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Petition launched against pro-life students in Manchester

A petition, which has gathered over 15,000 signatures, has been launched calling for a student pro-life group at the University of Manchester to be dissolved.

Started last week by a student at the University of Manchester, the author of the petition claims to be “deeply troubled by the potential harm that could be caused by our university’s Pro-Life Society” and asks for public support in “dissolving” the university’s student pro-life group.

The petition says “We ask for your support in dissolving the Pro-Life Society at the University of Manchester as it has potential to cause distress among students who may require access to abortion services now or in future”.

The Manchester Pro-Life society has been affiliated with the students’ union since January this year. The group said it exists to “promote the wellbeing, and dignity of every human life, from conception” and added that it was “not an anti-abortion society but a pro-life society”.

In a statement to the BBC, the pro-life group said “We exist to encourage students to think critically about the way we define and value human life”.

“While we oppose abortion, we are also concerned with other threats to life including assisted suicide, the death penalty, deaths occurring through poverty and poor living standards, structural issues in critical infrastructure such as the NHS, and climate change”.

The students’ union said it could not prevent the society from forming because of its beliefs adding that it was bound by the 1994 Education Act, the 2010 Equality Act, and section 43 of the 1986 Education Act as well as new legislation coming into force later this year protecting free speech on university campuses.

“…it felt like I was at the beginning of a new Margaret Atwood novel”

One student, Heather Bowling, told The Independent that the students’ union (SU) is “directly enabling misogynistic hate speech”.

“My heart dropped [when I saw the society] – it felt like I was at the beginning of a new Margaret Atwood novel”.

“[The pro-life society] actively promotes a harmful rhetoric – this society’s goal is to create a pro-life culture – does the University of Manchester not realise what this entails?”.

“Universities are supposed to be centres of progression, yet they are allowing societies which debate women’s bodily autonomy and rights”.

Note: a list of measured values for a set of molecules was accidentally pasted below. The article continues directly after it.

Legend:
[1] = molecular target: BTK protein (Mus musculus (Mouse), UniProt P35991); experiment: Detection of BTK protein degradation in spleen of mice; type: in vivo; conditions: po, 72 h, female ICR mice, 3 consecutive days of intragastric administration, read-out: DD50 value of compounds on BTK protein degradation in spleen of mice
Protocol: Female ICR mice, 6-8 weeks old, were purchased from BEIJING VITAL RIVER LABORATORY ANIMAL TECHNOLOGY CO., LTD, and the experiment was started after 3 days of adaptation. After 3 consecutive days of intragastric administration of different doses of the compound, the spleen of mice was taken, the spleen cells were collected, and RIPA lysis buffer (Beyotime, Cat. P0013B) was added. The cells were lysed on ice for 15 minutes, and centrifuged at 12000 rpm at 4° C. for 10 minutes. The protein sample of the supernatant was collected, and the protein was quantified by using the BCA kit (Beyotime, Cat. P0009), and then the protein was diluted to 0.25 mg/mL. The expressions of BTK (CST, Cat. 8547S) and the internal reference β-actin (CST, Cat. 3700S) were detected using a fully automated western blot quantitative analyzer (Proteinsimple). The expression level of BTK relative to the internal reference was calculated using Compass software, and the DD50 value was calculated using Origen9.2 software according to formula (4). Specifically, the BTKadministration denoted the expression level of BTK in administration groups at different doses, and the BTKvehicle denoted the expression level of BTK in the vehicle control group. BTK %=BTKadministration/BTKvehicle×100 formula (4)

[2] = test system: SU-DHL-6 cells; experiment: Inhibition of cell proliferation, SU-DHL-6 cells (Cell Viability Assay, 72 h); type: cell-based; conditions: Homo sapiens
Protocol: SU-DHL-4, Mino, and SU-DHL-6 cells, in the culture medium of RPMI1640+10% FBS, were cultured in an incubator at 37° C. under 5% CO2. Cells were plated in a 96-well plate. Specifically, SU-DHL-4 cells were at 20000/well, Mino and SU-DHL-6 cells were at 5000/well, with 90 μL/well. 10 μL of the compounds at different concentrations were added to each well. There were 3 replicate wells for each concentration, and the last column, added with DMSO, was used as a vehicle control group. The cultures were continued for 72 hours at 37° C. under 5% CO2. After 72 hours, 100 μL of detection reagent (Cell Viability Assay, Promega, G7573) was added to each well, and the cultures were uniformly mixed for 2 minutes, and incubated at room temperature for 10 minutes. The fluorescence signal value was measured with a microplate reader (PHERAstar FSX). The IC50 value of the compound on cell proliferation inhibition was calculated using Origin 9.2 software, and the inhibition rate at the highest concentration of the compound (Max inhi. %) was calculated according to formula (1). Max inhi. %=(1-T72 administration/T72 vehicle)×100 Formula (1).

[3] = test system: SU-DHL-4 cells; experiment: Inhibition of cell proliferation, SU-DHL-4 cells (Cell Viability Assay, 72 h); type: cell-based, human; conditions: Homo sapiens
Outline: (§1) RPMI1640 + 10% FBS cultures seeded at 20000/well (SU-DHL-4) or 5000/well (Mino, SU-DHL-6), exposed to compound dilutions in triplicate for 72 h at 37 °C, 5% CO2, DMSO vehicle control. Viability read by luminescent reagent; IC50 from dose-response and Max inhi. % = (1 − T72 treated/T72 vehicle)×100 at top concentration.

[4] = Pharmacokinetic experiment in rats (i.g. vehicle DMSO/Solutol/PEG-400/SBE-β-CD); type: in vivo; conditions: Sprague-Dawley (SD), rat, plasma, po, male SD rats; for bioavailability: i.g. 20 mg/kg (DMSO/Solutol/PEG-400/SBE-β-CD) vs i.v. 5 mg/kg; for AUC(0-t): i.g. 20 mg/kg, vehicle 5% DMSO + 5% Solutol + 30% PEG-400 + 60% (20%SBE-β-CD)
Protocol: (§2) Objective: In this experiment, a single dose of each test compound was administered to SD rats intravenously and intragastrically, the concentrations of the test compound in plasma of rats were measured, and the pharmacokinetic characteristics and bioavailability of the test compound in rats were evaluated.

Bowling claimed also to have received “messages from girls who fear for their safety”.

“Don’t get me wrong I am all for having different political views, but I think women’s bodily autonomy is not up for debate”, the 20-year-old added.

Pro-lifers censored

In what has become a pattern at universities across the UK, many pro-life groups have been hindered in their ability to express their pro-life views at university.

Since 2017, student representative bodies at Aberdeen University, Glasgow University, Nottingham University and Strathclyde University have all tried to prevent student pro-life groups from being affiliated with their university and benefiting from the same privileges available to any other student group. In each of these cases, the student unions had to reverse their decision after the groups threatened legal proceedings against them. Students at Birmingham University also had significant difficulty becoming affiliated with the university but eventually won out against significant opposition.

In 2019, in the first case of its kind, a midwifery student at Nottingham University was suspended and faced possible expulsion from her course after a lecturer raised concerns about her role in the University’s pro-life group. Only after beginning legal action was the University’s decision overturned. Towards the end of 2020, this incident was closed after the university extended an apology to the student and offered compensation for her unjust suspension.

Spokesperson for Right To Life UK, Catherine Robinson, said “Rhetoric about the ‘harm’ ‘potentially’ caused by disagreeing on abortion is out of all proportion to reality. A pro-life group that intends, among other things, to discuss abortion and make the case for opposing it has as much right to be heard as anyone else”.

“Student pro-life groups are often the first opportunity people have to hear the pro-life view and this should not be denied by other students making spurious accusations about ‘harm’. Fortunately, the students’ union has decided to abide by the law and has said it will not be dissolving the pro-life society”.

Dear reader,

You may be surprised to learn that our 24-week abortion time limit is out of line with the majority of European Union countries, where the most common time limit for abortion on demand or on broad social grounds is 12 weeks gestation.

The latest guidance from the British Association of Perinatal Medicine enables doctors to intervene to save premature babies from 22 weeks. The latest research indicates that a significant number of babies born at 22 weeks gestation can survive outside the womb, and this number increases with proactive perinatal care.

This leaves a real contradiction in British law. In one room of a hospital, doctors could be working to save a baby born alive at 23 weeks whilst, in another room of that same hospital, a doctor could perform an abortion that would end the life of a baby at the same age.

The majority of the British population support reducing the time limit. Polling has shown that 70% of British women favour a reduction in the time limit from 24 weeks to 20 weeks or below.

Please click the button below to sign the petition to the Prime Minister, asking him to do everything in his power to reduce the abortion time limit.